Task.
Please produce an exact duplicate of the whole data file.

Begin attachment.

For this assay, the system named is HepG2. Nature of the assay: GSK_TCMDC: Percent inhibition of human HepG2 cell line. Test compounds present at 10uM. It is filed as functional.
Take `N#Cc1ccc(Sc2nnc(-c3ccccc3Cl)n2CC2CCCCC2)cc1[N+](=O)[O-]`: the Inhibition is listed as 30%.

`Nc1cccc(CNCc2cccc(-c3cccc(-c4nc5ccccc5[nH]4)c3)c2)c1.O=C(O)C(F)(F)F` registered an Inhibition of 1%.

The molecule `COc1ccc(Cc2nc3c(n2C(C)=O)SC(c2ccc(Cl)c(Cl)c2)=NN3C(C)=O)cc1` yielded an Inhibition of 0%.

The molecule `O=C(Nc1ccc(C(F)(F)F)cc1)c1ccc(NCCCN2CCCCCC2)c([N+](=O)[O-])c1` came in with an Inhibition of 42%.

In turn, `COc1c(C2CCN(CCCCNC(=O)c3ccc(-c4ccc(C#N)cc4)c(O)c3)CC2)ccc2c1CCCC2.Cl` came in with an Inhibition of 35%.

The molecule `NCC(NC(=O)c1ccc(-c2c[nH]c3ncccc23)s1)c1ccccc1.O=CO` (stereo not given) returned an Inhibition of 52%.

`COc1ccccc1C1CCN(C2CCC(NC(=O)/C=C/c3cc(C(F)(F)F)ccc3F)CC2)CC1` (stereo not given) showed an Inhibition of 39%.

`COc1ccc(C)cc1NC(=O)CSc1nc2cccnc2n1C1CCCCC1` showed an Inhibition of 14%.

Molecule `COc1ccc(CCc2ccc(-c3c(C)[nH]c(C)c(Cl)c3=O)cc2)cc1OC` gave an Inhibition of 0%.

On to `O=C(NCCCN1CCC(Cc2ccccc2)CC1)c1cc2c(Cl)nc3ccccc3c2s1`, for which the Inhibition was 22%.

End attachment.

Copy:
For this assay, the system named is HepG2. Nature of the assay: GSK_TCMDC: Percent inhibition of human HepG2 cell line. Test compounds present at 10uM. It is filed as functional.
Take `N#Cc1ccc(Sc2nnc(-c3ccccc3Cl)n2CC2CCCCC2)cc1[N+](=O)[O-]`: the Inhibition is listed as 30%.

`Nc1cccc(CNCc2cccc(-c3cccc(-c4nc5ccccc5[nH]4)c3)c2)c1.O=C(O)C(F)(F)F` registered an Inhibition of 1%.

The molecule `COc1ccc(Cc2nc3c(n2C(C)=O)SC(c2ccc(Cl)c(Cl)c2)=NN3C(C)=O)cc1` yielded an Inhibition of 0%.

The molecule `O=C(Nc1ccc(C(F)(F)F)cc1)c1ccc(NCCCN2CCCCCC2)c([N+](=O)[O-])c1` came in with an Inhibition of 42%.

In turn, `COc1c(C2CCN(CCCCNC(=O)c3ccc(-c4ccc(C#N)cc4)c(O)c3)CC2)ccc2c1CCCC2.Cl` came in with an Inhibition of 35%.

The molecule `NCC(NC(=O)c1ccc(-c2c[nH]c3ncccc23)s1)c1ccccc1.O=CO` (stereo not given) returned an Inhibition of 52%.

`COc1ccccc1C1CCN(C2CCC(NC(=O)/C=C/c3cc(C(F)(F)F)ccc3F)CC2)CC1` (stereo not given) showed an Inhibition of 39%.

`COc1ccc(C)cc1NC(=O)CSc1nc2cccnc2n1C1CCCCC1` showed an Inhibition of 14%.

Molecule `COc1ccc(CCc2ccc(-c3c(C)[nH]c(C)c(Cl)c3=O)cc2)cc1OC` gave an Inhibition of 0%.

On to `O=C(NCCCN1CCC(Cc2ccccc2)CC1)c1cc2c(Cl)nc3ccccc3c2s1`, for which the Inhibition was 22%.